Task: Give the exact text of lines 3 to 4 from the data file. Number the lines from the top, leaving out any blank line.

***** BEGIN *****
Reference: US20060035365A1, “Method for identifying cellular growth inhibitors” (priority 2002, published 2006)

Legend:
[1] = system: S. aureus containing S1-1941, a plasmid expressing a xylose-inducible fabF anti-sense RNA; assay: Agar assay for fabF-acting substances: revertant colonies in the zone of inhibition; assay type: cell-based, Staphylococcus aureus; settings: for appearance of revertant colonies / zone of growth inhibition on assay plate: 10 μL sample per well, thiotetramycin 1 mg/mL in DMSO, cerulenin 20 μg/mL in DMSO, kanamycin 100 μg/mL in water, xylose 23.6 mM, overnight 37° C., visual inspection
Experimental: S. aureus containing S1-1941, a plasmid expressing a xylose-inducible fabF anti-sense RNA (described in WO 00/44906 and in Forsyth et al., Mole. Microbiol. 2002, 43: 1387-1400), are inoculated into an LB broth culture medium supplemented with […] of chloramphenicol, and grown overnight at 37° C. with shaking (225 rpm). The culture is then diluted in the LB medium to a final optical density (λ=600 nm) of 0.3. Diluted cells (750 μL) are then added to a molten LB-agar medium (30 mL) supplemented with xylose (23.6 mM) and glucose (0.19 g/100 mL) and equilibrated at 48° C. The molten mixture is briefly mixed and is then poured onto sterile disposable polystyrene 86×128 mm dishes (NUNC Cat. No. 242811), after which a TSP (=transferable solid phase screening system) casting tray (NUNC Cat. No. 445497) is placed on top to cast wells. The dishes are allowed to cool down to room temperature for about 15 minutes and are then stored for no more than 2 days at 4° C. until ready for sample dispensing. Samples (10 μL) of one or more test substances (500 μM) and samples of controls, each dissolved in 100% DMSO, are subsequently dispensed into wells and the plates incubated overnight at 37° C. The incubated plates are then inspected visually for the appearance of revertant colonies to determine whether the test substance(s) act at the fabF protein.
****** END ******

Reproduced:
[1] = system: S. aureus containing S1-1941, a plasmid expressing a xylose-inducible fabF anti-sense RNA; assay: Agar assay for fabF-acting substances: revertant colonies in the zone of inhibition; assay type: cell-based, Staphylococcus aureus; settings: for appearance of revertant colonies / zone of growth inhibition on assay plate: 10 μL sample per well, thiotetramycin 1 mg/mL in DMSO, cerulenin 20 μg/mL in DMSO, kanamycin 100 μg/mL in water, xylose 23.6 mM, overnight 37° C., visual inspection
Experimental: S. aureus containing S1-1941, a plasmid expressing a xylose-inducible fabF anti-sense RNA (described in WO 00/44906 and in Forsyth et al., Mole. Microbiol. 2002, 43: 1387-1400), are inoculated into an LB broth culture medium supplemented with […] of chloramphenicol, and grown overnight at 37° C. with shaking (225 rpm). The culture is then diluted in the LB medium to a final optical density (λ=600 nm) of 0.3. Diluted cells (750 μL) are then added to a molten LB-agar medium (30 mL) supplemented with xylose (23.6 mM) and glucose (0.19 g/100 mL) and equilibrated at 48° C. The molten mixture is briefly mixed and is then poured onto sterile disposable polystyrene 86×128 mm dishes (NUNC Cat. No. 242811), after which a TSP (=transferable solid phase screening system) casting tray (NUNC Cat. No. 445497) is placed on top to cast wells. The dishes are allowed to cool down to room temperature for about 15 minutes and are then stored for no more than 2 days at 4° C. until ready for sample dispensing. Samples (10 μL) of one or more test substances (500 μM) and samples of controls, each dissolved in 100% DMSO, are subsequently dispensed into wells and the plates incubated overnight at 37° C. The incubated plates are then inspected visually for the appearance of revertant colonies to determine whether the test substance(s) act at the fabF protein.